3. 100g • 3½ oz plain flour (or cornflour)
  4. 6 tbsp caster sugar
  5. 2 tsp vanilla extract
  6. 4 eggs
  7. 300g/11oz redcurrants, rinsed and de-stalked
Add ingredients to shopping list
If you don’t have Buy Me a Pie! app installed you’ll see the list with ingredients right after downloading it
For the pastry
  1. In a food processor, pulse the flour and butter together, or mix by hand in a large bowl, until it resembles breadcrumbs
  2. Add in the sugar and then the egg, and continue to combine until the dough comes together
  3. Cover the pastry with cling film and shape into a disc about 1cm/½ in thick
  4. Put into the fridge for an hour, or the freezer for 20-30 minutes
  5. Make the almond paste while you wait for the pastry to chill
For the almond paste
  1. Put the ground almonds, icing sugar, almond extract and egg white into a food processor and combine until a thick ball of dough is formed
  2. Turn the paste out onto a work surface and knead it a few times. Roll it into a log and wrap in cling film until you're ready to make the filling
  3. Any unused paste will keep for a month in the fridge or 6 months in the freezer
For the pastry pt II
  1. Preheat the oven to 190ºC/375ºF/Gas mark 5
  2. Roll out the chilled pastry on a lightly floured surface until it is about 3mm/⅛ in thick (or as thin as you can roll it before it starts to crack) and about 30cm/12in in diameter
  3. Lift the rolled pastry into a 23cm/9in pie dish, cake tin or tart case (about 3cm-4cm/1¼ in-1½ in deep) and gently press into the sides and edges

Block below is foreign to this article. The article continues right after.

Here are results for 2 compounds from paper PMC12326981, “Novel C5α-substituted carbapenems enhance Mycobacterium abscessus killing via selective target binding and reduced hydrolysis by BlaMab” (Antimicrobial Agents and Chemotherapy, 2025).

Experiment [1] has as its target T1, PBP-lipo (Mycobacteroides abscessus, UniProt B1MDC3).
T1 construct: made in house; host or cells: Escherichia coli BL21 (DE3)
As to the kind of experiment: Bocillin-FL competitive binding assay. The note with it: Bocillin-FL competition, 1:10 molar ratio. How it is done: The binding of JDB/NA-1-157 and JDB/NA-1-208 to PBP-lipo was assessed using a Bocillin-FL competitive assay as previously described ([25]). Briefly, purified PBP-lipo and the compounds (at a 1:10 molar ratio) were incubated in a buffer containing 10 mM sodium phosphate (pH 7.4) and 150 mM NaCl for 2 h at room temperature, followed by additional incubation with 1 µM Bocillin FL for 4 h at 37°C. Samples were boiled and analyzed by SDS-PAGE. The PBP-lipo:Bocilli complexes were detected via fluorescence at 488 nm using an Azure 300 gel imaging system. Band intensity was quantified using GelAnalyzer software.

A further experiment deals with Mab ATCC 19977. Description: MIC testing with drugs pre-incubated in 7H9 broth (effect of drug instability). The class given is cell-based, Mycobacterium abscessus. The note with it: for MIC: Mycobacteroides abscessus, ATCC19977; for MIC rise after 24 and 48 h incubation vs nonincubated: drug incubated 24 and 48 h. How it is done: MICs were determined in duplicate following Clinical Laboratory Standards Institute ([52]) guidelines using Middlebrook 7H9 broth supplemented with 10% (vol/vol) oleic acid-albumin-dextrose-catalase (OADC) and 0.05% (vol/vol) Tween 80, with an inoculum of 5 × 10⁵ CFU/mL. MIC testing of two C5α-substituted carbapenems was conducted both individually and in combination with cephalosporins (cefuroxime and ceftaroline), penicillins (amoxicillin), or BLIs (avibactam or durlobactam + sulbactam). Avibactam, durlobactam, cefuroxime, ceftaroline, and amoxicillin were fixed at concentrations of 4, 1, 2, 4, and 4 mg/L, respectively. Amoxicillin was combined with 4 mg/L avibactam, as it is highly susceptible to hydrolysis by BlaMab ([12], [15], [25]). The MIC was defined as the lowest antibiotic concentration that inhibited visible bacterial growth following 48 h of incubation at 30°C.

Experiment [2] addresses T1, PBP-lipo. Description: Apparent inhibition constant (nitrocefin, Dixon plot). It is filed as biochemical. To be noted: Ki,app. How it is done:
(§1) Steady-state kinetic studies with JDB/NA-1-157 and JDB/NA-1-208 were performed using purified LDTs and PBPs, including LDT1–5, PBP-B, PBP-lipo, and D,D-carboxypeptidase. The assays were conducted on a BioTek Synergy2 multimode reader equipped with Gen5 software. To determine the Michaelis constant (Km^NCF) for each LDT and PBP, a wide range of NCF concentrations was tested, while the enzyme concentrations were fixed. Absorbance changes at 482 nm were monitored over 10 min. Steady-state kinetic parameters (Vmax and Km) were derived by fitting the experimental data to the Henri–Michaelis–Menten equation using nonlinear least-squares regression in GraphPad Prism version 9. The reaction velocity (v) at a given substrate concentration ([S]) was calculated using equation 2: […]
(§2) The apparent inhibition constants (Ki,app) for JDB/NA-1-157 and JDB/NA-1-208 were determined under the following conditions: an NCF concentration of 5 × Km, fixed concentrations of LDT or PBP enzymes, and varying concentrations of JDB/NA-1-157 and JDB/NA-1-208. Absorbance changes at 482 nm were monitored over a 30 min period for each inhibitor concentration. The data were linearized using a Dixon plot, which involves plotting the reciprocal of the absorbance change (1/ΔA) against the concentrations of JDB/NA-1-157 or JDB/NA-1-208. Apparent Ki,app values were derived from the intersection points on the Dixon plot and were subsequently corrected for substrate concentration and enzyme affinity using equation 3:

4. Trim any excess pastry from the rim. Prick the base of the pastry case with a fork, and blind bake on the middle shelf for 20-25 minutes or until golden brown
  5. Prepare the filling while you wait for the pastry case to cool
For the filling
  1. Put all the filling ingredients apart from the redcurrants in a food mixer
  2. Combine until the mazarin is smooth and even, and all the ingredients have been fully incorporated
  3. Turn the oven temperature up to 200ºC/400ºF/Gas mark 6
  4. Pour the mazarin filling into the cooled pastry case and carefully sprinkle the redcurrants over the top, gently pushing some of them into the mazarin mixture
  5. Bake on the middle shelf for 20-25 minutes until golden and well risen
  6. Turn off the oven, leave the oven door ajar and allow the tart to cool slowly in the oven
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Adapted from Secrets of Scandinavian Cooking... Scandilicious
H is for Home Harbinger http://hisforhomeblog.com/